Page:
Is the right hon. Gentleman further aware that there is concern, which I share, that even after all this pressure we are now told that the two Prime Ministers are not to meet until next Wednesday? For my part, I do not believe that it is the responsibility of this Prime Minister, but this shows some lack of concern for the strong feeling in the House about the dangers that we are facing. If there is to be no statement until next week, there can be no debate until just before Easter or even after Easter, which is intolerable. In those circumstances, when we have had the right hon. Gentleman's answer—we understand why he cannot promise time for a debate next week, because of the Consolidated Fund debate and the 766 Budget debate which follows—I should like to give informal notice to you, Mr. Speaker, that if we cannot get a guarantee of a debate, I shall seek later this afternoon at the appropriate time to make application under Standing Order No. 9 for an immediate debate.
§ Mr. Whitelaw
On the right hon. Gentleman's two points, after the question of yesterday I naturally did what I promised and put the views that were expressed to my right hon. Friend the Home Secretary. I understand that the searches referred to were authorised by magistrates and were carried out in accordance with the law. It is not for my right hon. Friend the Home Secretary to intervene in these matters. If those concerned wish to take proceedings it is open to them to do so. I have taken great care to use the correct words, and I hope that the House will accept that that is the position.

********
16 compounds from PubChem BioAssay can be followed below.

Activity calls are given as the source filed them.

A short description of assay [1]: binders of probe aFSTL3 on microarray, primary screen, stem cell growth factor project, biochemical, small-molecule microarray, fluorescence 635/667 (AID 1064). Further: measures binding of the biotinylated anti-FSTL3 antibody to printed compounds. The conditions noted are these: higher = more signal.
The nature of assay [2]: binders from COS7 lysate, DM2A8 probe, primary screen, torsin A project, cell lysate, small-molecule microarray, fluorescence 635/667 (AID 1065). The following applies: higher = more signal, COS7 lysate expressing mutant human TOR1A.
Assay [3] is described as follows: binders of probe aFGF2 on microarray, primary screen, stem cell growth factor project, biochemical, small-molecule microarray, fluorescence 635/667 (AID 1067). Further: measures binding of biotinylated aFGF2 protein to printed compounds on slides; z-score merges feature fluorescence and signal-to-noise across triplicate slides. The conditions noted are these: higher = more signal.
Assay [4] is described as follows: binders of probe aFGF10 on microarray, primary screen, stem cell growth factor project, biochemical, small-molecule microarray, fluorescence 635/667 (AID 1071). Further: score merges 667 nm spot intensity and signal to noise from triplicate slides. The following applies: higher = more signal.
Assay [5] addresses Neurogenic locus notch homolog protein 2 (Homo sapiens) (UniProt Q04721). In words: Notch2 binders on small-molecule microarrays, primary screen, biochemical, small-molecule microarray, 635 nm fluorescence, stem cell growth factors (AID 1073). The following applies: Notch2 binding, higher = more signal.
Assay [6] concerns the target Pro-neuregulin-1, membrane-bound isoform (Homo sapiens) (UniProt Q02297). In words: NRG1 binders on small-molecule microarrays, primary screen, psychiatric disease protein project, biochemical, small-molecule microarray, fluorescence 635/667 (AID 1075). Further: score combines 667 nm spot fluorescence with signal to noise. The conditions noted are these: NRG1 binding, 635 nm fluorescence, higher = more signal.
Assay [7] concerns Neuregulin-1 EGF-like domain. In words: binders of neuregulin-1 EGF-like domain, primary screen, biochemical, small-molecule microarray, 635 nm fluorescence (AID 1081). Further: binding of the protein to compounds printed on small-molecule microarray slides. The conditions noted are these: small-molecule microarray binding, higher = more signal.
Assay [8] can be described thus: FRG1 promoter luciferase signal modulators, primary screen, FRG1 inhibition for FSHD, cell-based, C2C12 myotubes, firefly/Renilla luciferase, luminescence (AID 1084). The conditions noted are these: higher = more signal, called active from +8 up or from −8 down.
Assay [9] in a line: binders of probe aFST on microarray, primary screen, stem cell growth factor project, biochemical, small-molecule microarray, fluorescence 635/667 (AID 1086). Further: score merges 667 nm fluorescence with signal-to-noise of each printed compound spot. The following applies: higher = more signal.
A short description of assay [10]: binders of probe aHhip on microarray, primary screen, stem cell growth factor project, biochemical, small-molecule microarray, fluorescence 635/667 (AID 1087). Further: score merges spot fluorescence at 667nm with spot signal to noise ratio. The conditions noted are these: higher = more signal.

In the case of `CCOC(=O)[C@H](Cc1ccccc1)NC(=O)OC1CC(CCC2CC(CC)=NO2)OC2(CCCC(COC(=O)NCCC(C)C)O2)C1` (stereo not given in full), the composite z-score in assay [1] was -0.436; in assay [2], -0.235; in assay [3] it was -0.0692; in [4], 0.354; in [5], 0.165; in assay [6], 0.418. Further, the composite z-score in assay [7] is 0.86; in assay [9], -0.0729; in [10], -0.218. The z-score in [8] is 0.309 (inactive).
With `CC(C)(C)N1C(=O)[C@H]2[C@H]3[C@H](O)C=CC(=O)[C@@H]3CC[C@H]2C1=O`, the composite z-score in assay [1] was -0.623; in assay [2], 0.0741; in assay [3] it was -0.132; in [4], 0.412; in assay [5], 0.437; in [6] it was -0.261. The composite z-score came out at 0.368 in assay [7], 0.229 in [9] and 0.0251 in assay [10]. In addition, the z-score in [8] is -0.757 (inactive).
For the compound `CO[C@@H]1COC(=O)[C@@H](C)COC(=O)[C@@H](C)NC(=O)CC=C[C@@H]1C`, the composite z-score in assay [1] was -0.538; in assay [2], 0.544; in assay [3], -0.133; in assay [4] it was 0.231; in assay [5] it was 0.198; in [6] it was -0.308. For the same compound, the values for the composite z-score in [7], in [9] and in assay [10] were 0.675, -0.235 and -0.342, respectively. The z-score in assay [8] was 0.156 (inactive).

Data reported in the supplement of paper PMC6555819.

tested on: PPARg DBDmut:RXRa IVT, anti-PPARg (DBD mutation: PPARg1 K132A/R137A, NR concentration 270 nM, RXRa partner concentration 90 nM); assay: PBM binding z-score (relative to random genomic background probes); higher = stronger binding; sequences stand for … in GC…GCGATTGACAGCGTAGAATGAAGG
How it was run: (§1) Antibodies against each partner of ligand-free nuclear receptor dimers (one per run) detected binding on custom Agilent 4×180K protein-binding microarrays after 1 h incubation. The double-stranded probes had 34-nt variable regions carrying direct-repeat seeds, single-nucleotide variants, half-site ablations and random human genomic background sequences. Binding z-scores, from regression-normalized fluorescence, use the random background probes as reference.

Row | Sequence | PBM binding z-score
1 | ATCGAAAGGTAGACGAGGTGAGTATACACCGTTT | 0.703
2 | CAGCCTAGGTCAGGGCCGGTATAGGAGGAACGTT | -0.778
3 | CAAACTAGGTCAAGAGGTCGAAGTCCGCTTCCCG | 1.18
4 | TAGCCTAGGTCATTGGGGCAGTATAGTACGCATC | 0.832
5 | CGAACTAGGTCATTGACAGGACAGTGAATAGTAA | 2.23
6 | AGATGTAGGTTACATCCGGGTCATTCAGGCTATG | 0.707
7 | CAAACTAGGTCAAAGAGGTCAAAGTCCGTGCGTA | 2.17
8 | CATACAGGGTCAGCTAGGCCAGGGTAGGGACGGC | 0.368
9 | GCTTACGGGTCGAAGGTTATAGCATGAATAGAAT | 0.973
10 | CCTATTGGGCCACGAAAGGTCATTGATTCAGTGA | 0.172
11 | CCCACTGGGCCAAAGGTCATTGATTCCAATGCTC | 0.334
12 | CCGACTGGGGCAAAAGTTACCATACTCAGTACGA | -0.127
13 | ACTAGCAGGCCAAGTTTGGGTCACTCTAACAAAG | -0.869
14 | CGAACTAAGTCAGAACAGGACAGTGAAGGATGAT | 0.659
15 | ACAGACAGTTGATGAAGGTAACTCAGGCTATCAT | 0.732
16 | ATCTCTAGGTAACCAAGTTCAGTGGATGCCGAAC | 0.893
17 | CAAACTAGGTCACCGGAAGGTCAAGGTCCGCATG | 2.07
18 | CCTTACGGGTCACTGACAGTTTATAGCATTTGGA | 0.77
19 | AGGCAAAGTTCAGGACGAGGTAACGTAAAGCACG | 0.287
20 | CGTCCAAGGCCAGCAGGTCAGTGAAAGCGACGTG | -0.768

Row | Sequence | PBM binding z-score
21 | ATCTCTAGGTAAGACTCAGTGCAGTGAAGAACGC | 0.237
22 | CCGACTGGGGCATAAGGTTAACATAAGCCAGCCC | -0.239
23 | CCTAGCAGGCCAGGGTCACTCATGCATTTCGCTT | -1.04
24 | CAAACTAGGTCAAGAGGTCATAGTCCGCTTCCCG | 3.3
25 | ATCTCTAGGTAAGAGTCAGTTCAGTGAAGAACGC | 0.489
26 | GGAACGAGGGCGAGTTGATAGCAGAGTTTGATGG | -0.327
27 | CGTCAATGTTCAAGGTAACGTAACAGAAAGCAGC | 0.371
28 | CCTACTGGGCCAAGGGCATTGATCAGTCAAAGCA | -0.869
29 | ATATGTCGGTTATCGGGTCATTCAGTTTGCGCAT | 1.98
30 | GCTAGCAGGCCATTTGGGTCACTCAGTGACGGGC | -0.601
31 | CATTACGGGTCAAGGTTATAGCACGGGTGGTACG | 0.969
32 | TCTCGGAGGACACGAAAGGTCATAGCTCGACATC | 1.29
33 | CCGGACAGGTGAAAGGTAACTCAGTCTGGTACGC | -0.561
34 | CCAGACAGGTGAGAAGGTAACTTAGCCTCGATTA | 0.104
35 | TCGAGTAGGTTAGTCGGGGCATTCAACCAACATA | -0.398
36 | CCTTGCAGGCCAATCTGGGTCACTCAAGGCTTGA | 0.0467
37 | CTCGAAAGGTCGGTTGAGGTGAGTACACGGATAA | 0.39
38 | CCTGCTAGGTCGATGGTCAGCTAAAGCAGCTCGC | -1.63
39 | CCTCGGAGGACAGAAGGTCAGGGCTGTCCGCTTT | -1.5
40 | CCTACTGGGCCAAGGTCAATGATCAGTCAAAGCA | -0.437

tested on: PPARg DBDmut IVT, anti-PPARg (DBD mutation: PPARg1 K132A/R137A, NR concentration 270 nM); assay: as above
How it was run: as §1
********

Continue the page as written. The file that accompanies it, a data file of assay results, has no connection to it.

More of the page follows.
On the right hon. Gentleman's remarks about Northern Ireland, I have noted what he said. As is known, my right hon. Friend the Prime Minister has asked the Prime Minister of Northern Ireland to come here for discussions next Wednesday, and, whilst accepting the patience of the House in these matters I think it is reasonable now for the House to await these discussions.
§ Mr. St. John-Stevas
Is my right hon. Friend aware that anxiety about the delay in a Government statement is not confined to any one part of the House, but is it not more important that the statement, when it comes, should be right rather than that it should come quickly?
§ Mr. Whitelaw
I note what my hon. Friend says and his particular interest in this matter. Everyone in the House is all too conscious that in this very difficult situation it is extremely important to take the right course.
§ Mr. Rose
Is the Leader of the House aware of the very deep and widespread disappointment at the failure of the Government to announce a political initiative? Is he aware that every day that goes by there is a hardening of attitudes, lives are lost and the ultimate solution becomes more difficult? However split his Cabinet may be, does he realise that there is a need for an immediate initiative and an immediate debate on this subject?